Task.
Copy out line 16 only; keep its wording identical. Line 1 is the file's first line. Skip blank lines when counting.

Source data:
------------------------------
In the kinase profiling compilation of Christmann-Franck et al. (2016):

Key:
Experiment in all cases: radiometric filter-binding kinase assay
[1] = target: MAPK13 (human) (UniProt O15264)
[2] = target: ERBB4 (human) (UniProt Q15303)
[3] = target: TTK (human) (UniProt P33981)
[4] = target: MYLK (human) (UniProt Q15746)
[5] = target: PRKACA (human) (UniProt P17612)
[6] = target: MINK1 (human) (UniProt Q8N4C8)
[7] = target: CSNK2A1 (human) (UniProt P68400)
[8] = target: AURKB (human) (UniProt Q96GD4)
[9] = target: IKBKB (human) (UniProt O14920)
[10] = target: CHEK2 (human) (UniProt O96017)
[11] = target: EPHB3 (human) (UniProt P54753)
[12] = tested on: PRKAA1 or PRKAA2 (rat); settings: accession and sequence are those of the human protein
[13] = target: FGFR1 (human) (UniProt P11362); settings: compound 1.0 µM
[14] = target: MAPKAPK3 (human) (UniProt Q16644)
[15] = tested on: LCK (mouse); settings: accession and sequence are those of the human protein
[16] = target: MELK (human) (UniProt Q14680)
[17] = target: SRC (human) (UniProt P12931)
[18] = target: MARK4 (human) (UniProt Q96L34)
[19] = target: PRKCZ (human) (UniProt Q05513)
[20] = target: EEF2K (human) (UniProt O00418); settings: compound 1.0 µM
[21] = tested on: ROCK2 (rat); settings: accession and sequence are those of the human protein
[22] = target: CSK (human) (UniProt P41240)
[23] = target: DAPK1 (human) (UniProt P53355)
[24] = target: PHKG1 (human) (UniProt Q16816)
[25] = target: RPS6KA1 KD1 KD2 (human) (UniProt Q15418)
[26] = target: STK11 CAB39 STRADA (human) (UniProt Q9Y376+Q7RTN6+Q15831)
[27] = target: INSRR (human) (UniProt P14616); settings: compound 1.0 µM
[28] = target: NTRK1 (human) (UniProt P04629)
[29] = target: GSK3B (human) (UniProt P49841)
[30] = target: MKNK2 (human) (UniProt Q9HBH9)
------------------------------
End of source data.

[13] = target: FGFR1 (human) (UniProt P11362); settings: compound 1.0 µM